“WELL I never,” says Greta Potter after reading in Memories 463 a fortnight ago about the secret tunnels beneath Yarm and Stockton.

“My mother, who passed away many years ago, lived at Eaglescliffe and went to Yarm Grammar School. She always told me about tunnels in Yarm. She told me there was one from the church in Yarm up to Egglescliffe which, she said, came out just passed the grounds of the rectory in a small brick building.

“I always thought it was all old wife's tales.”

Memories 463 uncovered stories of a network of tunnels that apparently ran from Mount Grace Priory into The Friarage in Yarm (now Yarm School) from where one ran under the river to Egglescliffe church, and the other went down the High Street, under the river and up to the site of Stockton castle.

And Stockton has a High Street that is almost undermined by secret tunnels. It was said to be possible to walk underground from one pub cellar to the next the entire length of the High Street.

“I can confirm there were tunnels under Stockton as I have been in them,” says Allan Pool. “It was many years ago, in the mid 1960s.

“Although a Norton lad born and bred, I attended Holy Trinity school for boys, which unfortunately is now a roundabout, and on many occasion during the one-and-a-half hour lunch break, a small group of us rebel boys used to walk into town to pass the time away.

“Where the Swallow hotel was there was on the corner was a picture house, if memory serves me correct it was the Empire (there was also the Plaza near the riverside, the Hippodrome and the Essoldo, apart from the larger Odean and Globe), and running in an L-shape around the Empire was a small arcade.”

Briefly to interrupt Allan’s story, he’s correct: the Castle Theatre opened as a music hall in 1908 near the site of Stockton castle and it was renamed the Empire in 1914. It closed in 1963 and was demolished soon after so the Swallow and the Castle Gate Shopping Centre could be built. Stockton castle was an out-house of the Bishop of Durham which was built around 1170 and fell down about 1650. All of Stockton’s secret tunnels seem to radiate from the castle.

Back to Allan…

“Within that arcade was a newsagent, which was long closed down, and behind the counter was a trapdoor through which one could enter the tunnels below Stockton.

“We could get along the High Street direction to the north but the opposite direction had been sealed by, we assumed, the cellars of the CWS jam factory, which was derelict. The cellars below CWS were flooded so no access could be gained, but we never realised there could be tunnels heading towards Yarm.”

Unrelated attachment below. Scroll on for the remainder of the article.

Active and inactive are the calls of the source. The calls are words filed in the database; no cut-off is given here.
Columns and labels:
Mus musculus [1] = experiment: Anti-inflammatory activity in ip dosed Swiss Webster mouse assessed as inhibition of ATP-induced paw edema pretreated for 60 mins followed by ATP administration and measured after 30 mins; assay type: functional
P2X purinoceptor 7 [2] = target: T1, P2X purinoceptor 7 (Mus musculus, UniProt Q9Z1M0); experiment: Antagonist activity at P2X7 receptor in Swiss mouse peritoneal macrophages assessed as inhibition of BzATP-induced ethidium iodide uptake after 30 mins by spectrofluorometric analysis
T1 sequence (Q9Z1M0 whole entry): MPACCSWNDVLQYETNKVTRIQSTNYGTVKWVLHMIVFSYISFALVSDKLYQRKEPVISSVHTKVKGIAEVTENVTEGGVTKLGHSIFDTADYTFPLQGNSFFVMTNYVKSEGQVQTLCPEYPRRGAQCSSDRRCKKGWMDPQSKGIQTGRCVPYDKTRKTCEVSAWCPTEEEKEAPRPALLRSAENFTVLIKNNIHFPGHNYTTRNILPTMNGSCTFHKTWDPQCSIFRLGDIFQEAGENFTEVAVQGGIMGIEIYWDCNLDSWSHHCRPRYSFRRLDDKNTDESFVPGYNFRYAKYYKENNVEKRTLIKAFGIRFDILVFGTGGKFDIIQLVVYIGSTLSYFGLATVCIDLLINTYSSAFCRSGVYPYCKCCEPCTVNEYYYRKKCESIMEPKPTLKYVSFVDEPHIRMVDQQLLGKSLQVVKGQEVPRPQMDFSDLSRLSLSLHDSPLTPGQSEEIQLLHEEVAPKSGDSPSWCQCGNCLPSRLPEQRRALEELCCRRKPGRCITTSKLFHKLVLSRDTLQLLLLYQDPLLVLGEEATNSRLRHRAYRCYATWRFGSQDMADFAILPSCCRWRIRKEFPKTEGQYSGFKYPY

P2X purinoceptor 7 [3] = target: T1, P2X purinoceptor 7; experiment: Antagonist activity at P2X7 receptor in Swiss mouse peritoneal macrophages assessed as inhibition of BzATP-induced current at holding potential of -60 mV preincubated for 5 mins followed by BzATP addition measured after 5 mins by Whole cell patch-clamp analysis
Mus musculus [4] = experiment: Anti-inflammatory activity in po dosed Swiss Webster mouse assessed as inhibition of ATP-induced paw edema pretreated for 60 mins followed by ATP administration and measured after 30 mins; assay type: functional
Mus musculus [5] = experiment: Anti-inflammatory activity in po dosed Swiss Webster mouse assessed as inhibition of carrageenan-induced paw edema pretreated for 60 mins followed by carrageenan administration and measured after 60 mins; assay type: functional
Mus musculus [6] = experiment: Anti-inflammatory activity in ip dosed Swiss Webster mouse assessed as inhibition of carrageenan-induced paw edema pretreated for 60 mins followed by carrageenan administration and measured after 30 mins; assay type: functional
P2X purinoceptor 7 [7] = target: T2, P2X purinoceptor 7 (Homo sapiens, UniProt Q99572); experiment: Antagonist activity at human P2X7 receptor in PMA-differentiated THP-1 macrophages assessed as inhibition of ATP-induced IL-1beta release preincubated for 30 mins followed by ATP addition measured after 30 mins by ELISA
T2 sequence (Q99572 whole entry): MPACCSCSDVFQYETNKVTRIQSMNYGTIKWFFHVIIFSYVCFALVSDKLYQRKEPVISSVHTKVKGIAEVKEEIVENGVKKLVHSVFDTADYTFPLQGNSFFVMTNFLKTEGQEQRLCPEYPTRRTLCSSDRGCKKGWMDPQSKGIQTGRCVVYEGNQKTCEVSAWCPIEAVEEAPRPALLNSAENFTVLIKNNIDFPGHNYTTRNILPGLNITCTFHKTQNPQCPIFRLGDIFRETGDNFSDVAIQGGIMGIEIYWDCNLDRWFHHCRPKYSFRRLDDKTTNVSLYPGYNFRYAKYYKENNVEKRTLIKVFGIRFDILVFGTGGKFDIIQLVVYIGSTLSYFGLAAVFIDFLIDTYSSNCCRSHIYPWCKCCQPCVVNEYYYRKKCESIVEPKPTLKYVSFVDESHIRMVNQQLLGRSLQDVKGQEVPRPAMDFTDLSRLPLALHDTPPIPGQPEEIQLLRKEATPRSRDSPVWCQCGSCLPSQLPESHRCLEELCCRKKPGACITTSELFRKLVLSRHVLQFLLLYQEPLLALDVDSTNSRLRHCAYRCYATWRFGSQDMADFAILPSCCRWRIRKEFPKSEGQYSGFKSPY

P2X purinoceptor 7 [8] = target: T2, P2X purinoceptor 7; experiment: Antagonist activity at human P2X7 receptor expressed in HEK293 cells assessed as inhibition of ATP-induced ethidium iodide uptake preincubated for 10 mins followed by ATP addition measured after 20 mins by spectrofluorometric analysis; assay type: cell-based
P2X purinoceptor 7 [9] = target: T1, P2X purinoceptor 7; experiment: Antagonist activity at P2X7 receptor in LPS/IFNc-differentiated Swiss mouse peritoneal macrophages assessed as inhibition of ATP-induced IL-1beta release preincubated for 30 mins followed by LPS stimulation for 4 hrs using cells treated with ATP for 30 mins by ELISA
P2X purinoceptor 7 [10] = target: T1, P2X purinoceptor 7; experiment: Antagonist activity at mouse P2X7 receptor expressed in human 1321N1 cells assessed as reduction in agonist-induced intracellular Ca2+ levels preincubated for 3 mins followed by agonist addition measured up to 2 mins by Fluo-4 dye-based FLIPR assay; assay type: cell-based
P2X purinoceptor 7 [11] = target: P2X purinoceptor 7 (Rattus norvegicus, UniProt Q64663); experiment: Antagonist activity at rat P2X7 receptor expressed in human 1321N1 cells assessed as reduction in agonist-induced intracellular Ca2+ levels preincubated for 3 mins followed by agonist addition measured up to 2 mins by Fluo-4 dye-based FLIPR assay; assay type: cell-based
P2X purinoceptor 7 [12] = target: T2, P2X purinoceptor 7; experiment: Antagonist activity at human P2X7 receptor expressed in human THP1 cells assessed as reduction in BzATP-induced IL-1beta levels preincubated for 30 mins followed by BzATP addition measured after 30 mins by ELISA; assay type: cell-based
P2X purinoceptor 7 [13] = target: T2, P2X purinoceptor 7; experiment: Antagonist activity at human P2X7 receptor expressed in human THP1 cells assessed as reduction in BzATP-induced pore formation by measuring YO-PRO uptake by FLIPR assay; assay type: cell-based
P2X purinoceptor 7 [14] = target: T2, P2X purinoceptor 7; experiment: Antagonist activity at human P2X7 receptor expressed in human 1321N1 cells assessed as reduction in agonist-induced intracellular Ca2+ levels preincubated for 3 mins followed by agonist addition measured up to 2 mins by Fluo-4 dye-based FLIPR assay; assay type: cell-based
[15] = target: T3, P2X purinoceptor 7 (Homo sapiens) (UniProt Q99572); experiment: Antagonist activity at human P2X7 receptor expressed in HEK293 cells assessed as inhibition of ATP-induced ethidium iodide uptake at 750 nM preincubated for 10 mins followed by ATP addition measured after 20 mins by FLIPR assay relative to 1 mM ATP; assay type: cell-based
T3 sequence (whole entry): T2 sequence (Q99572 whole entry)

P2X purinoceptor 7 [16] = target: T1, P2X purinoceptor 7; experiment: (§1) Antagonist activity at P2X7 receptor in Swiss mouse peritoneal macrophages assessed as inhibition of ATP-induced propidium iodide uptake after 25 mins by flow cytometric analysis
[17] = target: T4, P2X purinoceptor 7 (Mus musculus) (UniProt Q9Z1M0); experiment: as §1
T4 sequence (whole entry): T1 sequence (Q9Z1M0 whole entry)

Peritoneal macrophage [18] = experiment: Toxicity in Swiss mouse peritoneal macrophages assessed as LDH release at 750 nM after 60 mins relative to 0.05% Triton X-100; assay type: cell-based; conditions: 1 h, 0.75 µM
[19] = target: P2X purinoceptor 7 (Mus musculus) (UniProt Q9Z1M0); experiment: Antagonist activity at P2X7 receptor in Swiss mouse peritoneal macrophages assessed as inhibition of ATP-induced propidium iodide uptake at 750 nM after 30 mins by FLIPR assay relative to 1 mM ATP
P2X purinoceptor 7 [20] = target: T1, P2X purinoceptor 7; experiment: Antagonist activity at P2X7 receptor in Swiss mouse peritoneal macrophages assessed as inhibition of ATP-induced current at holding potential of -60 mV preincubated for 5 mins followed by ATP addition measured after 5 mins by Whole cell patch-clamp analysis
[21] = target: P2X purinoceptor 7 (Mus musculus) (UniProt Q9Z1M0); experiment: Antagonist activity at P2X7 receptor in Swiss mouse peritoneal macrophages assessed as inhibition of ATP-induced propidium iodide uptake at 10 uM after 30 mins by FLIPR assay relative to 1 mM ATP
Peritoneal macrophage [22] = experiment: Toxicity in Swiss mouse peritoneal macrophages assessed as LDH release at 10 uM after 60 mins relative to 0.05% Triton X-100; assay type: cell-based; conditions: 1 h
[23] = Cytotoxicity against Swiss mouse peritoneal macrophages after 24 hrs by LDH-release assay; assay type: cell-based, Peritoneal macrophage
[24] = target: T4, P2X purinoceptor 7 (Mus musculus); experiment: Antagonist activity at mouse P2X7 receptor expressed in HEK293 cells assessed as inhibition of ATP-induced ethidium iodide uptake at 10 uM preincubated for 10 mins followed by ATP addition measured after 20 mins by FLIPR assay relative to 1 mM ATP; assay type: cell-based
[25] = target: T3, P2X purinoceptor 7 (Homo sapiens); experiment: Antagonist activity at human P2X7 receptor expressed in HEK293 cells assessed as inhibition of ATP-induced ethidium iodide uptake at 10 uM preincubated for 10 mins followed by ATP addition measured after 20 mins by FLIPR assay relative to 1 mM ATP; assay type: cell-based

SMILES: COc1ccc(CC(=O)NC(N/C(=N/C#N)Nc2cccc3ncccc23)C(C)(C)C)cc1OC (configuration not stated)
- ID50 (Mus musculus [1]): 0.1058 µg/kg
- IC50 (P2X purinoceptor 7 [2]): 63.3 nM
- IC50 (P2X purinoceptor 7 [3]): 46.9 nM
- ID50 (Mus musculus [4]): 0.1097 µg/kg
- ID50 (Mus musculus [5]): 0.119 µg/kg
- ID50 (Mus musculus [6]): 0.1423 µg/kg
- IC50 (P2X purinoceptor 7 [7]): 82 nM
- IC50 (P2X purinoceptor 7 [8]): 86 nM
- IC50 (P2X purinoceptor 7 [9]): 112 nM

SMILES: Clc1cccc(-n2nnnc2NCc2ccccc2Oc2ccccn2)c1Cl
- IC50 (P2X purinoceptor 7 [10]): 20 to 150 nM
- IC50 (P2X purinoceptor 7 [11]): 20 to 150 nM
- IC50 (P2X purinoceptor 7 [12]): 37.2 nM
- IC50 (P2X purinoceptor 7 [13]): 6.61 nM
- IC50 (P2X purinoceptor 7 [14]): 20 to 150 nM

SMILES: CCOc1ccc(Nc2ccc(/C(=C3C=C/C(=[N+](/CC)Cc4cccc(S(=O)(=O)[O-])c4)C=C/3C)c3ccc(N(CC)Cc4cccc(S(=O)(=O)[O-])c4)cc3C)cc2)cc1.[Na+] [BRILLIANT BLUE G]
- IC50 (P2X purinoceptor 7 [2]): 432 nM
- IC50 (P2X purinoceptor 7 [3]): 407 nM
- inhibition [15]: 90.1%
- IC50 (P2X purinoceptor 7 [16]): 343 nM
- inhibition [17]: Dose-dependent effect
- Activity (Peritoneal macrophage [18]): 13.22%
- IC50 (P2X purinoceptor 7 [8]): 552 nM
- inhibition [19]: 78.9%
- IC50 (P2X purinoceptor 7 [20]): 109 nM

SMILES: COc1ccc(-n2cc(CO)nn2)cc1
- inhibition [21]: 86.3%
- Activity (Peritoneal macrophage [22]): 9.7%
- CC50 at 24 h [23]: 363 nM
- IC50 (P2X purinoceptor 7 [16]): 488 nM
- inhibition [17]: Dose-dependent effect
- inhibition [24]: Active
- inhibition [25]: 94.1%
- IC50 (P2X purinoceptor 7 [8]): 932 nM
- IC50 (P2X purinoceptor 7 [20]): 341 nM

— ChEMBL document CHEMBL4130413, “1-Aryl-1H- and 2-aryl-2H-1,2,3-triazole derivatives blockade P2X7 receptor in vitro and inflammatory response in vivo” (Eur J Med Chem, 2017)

The CWS preserve factory was in Tower Street, next to the castle site, and is now a car park.

SECRET tunnels are, like coronavirus, catching. John Hill takes us into Darlington.

“When I lived in Bloomfield Road, many years ago, neighbours spoke of a network of tunnels in the area, but I was unable to find out if this was true or not,” he said.

These rumours of tunnels emanating from Victorian millowner and railway entrepreneur Henry Pease’s Pierremont mansion near Bloomfield Road are the strongest in Darlington. Some say the tunnel ran in to the town centre, but most sources claim that it ran under the Cocker Beck to the Brinkburn mansion which Henry’s son built in the early 1860s.

It is said that multi-millionaire Henry was so worried about his personal safety that he constructed the subterranean bolthole.

But it may not have run from the mansion itself, which dates from the early 1840s, but from the clocktower, of 1872. Is it a good idea to build a tall clocktower and then undermine its foundations with a tunnel?

ANOTHER enduring tunnel story involves the hilltop village of Sadberge, which was once capital of a large area of land – a Saxon wapentake – from Teesdale to the sea. The courthouse was the Three Tuns pub and its cellars were the jail.

A tunnel, the bricked up entrance of which can still be seen, leads from the jail down to the bottom of the steep hill, under a very plashy area, and then up the other side to the top of the next hill which is now the Dogs Trust Darlington kennels. It is known as either the Hill of Pleas or Gallows Hill.